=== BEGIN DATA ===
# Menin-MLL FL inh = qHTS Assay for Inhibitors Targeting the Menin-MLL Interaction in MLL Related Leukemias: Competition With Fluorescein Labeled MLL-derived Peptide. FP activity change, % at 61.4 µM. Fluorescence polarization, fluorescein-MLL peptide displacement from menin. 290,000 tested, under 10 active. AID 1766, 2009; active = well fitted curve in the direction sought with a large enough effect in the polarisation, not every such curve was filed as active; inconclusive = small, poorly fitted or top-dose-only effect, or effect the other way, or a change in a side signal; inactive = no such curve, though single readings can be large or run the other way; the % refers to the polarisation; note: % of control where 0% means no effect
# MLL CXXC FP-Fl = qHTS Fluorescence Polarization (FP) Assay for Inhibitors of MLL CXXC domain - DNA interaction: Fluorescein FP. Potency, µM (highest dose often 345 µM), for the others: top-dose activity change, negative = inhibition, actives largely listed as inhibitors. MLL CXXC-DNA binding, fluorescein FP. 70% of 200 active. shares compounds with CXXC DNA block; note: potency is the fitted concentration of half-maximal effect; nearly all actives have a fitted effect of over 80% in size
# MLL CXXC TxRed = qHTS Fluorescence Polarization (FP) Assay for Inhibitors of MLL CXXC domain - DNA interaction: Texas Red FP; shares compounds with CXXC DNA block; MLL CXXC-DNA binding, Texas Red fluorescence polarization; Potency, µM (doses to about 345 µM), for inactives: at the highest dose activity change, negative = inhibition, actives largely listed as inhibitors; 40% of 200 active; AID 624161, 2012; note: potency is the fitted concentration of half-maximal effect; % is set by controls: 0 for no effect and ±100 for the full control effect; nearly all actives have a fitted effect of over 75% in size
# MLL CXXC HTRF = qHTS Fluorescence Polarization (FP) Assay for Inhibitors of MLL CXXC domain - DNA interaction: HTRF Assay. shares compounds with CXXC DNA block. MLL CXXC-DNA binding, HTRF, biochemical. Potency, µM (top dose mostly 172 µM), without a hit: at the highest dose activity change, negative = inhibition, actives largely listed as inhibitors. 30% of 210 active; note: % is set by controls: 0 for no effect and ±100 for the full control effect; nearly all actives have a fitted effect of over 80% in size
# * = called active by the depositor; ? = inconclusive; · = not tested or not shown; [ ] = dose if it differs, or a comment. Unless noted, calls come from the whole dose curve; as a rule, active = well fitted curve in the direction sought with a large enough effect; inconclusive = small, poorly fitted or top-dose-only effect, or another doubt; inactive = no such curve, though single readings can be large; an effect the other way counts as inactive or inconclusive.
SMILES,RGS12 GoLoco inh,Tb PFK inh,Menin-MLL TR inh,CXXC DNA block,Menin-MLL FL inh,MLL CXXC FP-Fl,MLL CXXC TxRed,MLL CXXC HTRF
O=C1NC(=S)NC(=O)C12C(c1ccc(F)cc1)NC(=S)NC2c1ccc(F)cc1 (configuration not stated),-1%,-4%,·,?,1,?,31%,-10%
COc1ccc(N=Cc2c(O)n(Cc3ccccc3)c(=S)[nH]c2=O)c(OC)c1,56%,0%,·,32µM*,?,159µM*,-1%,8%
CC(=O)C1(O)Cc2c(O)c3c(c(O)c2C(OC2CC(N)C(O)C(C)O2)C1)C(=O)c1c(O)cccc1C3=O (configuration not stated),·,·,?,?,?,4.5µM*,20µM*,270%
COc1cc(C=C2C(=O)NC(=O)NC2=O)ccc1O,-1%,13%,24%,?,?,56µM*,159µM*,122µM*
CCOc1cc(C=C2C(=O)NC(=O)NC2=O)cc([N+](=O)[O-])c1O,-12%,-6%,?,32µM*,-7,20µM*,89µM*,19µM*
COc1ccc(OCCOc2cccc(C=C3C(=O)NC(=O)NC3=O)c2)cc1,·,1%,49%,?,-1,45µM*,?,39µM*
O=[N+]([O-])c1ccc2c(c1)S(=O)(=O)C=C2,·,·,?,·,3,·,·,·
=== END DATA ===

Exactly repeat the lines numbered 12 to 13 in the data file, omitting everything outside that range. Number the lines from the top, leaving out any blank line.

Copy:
COc1ccc(OCCOc2cccc(C=C3C(=O)NC(=O)NC3=O)c2)cc1,·,1%,49%,?,-1,45µM*,?,39µM*
O=[N+]([O-])c1ccc2c(c1)S(=O)(=O)C=C2,·,·,?,·,3,·,·,·